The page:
Saturday, September 09, 2006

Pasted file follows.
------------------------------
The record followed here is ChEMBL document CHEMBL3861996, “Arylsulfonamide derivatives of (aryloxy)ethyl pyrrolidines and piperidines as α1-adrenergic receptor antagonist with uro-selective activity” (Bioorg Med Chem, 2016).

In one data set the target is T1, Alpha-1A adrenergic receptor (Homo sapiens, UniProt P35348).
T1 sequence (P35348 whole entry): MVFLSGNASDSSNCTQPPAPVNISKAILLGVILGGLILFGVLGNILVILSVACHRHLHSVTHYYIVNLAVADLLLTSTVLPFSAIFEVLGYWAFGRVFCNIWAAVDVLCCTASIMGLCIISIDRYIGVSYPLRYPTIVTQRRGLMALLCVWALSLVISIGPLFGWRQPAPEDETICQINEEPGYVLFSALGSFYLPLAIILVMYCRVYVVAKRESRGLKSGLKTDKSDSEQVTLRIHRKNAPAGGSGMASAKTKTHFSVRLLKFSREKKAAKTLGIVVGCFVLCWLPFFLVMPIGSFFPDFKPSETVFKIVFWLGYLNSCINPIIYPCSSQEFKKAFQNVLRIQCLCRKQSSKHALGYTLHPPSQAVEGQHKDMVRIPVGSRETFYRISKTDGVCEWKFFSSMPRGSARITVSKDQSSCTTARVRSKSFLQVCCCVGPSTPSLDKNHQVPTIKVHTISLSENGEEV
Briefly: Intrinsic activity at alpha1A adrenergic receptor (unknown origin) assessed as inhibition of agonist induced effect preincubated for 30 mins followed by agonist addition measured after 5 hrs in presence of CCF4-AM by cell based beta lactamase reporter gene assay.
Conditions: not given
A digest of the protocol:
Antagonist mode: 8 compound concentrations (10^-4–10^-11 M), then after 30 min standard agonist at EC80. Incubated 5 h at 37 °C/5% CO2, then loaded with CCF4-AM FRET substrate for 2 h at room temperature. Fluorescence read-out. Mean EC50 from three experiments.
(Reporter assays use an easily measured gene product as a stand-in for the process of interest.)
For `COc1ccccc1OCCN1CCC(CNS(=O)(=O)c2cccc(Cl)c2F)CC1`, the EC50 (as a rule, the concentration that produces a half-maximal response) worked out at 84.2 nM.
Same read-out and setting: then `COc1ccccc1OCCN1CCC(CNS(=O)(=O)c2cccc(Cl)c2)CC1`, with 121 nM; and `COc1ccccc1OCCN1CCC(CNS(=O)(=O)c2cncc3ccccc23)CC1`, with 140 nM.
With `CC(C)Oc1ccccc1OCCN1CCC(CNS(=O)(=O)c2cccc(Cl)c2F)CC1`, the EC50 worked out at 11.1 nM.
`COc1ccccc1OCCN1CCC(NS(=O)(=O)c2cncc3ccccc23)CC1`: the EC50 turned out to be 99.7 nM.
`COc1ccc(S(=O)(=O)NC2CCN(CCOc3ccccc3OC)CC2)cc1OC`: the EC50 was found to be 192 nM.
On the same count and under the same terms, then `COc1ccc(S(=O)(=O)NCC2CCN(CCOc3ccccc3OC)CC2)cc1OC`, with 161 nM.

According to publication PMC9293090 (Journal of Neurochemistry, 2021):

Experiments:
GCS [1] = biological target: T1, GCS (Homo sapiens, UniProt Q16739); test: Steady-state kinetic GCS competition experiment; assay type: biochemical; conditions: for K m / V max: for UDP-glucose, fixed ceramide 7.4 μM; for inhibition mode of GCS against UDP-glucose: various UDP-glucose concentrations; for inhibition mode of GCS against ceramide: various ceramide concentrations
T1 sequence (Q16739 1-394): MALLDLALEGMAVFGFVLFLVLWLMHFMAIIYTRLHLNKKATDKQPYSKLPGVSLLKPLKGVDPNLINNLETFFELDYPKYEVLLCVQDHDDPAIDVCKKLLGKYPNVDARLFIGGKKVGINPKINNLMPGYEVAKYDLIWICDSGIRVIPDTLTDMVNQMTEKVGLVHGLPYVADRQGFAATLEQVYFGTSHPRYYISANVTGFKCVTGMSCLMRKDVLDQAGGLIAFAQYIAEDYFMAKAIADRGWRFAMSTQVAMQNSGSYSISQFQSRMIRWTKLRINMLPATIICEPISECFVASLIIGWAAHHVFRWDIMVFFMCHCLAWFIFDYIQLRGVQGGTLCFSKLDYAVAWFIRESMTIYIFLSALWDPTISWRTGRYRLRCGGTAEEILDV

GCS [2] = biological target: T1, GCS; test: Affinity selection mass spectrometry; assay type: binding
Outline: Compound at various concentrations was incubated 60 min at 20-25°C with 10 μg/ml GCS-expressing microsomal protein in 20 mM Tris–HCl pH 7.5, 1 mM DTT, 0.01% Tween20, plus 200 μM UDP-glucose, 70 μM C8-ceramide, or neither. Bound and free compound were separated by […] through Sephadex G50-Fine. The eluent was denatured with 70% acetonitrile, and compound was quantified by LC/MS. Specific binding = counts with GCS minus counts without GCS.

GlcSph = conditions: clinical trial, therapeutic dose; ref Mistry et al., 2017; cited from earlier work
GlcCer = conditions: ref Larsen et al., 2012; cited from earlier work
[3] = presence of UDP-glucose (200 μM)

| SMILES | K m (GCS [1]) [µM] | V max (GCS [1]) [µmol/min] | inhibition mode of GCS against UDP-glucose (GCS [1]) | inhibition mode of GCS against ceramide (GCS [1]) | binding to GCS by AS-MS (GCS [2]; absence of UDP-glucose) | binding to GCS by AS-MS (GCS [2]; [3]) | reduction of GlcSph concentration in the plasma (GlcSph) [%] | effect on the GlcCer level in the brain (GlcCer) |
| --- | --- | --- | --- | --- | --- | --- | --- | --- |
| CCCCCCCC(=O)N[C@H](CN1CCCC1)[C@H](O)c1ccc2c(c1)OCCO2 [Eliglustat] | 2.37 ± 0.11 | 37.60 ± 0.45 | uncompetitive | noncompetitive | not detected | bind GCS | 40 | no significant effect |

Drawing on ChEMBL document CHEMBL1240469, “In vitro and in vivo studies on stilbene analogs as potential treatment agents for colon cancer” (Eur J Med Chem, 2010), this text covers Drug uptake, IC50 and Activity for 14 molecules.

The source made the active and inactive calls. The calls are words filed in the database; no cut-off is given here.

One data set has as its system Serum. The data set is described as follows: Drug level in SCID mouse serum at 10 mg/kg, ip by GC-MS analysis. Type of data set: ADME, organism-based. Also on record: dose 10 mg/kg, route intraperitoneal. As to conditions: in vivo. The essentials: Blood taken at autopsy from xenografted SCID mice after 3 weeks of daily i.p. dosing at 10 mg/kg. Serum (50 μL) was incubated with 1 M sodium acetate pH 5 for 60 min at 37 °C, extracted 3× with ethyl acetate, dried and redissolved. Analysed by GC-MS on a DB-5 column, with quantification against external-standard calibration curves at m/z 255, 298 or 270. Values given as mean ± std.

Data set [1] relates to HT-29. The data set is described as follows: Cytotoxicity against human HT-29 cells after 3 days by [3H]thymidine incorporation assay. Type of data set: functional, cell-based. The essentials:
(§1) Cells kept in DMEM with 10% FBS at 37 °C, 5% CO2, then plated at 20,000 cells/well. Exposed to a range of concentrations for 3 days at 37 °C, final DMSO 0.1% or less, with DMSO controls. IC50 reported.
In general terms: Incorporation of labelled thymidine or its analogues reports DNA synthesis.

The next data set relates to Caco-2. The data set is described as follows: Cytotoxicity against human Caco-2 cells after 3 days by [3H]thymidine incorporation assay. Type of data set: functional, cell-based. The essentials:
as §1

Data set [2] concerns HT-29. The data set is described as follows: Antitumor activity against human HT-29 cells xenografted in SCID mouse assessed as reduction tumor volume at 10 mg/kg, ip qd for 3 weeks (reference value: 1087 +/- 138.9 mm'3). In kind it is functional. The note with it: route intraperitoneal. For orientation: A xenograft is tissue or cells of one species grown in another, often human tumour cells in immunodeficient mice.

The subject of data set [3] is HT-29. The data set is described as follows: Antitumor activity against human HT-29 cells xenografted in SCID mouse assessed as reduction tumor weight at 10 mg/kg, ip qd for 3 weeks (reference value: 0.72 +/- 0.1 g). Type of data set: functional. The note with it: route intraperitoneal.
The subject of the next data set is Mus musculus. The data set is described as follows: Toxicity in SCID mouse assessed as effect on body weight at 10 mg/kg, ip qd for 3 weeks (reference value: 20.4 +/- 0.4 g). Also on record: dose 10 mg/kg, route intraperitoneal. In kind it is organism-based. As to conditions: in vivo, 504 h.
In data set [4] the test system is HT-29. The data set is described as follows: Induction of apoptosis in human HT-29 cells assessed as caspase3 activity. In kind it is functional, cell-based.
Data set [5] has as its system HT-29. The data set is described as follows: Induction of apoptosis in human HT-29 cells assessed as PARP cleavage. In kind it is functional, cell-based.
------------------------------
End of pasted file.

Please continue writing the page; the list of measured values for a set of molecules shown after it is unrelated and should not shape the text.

Back in January, during my association with the esteemed Bubblegumfink, I posted this brief ode to Robin Williams on that site. With Robin and his rehab making the news recently, I thought I'd repost it here for those of you who didn't see it there: Lenny Bruce paved the way for Richard Pryor and Pryor paved the way for Robin Williams. It's a good thing, too, because Robin hit the ground running in the late seventies with TV's MORK & MINDY and hasn't really slowed down much since.MORK & MINDY was spun off of a HAPPY DAYS episode in which Richie meets space alien Mork. Robin Williams had thought that his big chance would be on the remake of George Schlatter's sixties favorite, LAUGH-IN but that series stayed pretty much under the radar during its brief run. Luckily, that freed Robin up to be cast as Mork from Ork. It was a silly show by anyone's definition, similar to the latter ALF (and with Robin just about as hairy as ALF!). Pam Dawber was cute but somewhat inconsequential. That said, it quickly became one of the most watched shows on TV and a national phenomonon. From the beginning, the audience was tuning in to see the rampant lunacy of Williams. How could we ever have imagined then that he was holding back for network TV? Quickly becoming an exploitable favorite, there were magazines and books put out for a quick buck including those seen here. THE MORK & MINDY SCRAPBOOK was just that: light, fluffy stuff about the show with a few good pics but largely filler like vaguely Ork-related games and puzzles. THE ROBIN WILLIAMS SCRAPBOOK by Mary Ellen Moore is actually a more or less serious biography, looking at his troubled life as well as his career and offering a look (without any real quotes as it was still aimed at a younger market) at the whirlwind of no holds barred comedy that Robin Williams became on stage. The later ROBIN WILLIAMS SCRAPBOOK (What the heck is it with Williams and scrapbooks??) by Stephen Spignesi came out in 1997, long after Robin had left Mork behind and established himself as a serious actor as well as arguably the funniest man alive. Still, in spite of GOOD MORNING, VIETNAM, MRS. DOUBTFIRE and THE BIRDCAGE, much of the early part of the book deals with Mork. Like Farrah, Robin Williams was a seventies icon. Unlike Farrah, he re-created himself over and over and over again without ever losing the underlying wackiness we loved in him when we first met him at Richie Cunningham's house all those years ago.For Christmas of 2004, my wife got a Robin Williams Live DVD and she was so excited she insisted on watching it even though our eight year old son was still in the room. Afterward, she turned to him and explained that, "Mr. Williams used some err... inappropriate words in that show." "You mean like 'fuck'?" he asked casually. "Well, uh...yeah. Exactly,." she said. "He sure used 'em a HELL of a lot didn't he?" was my son's reply. I like to think Robin would appreciate that remark.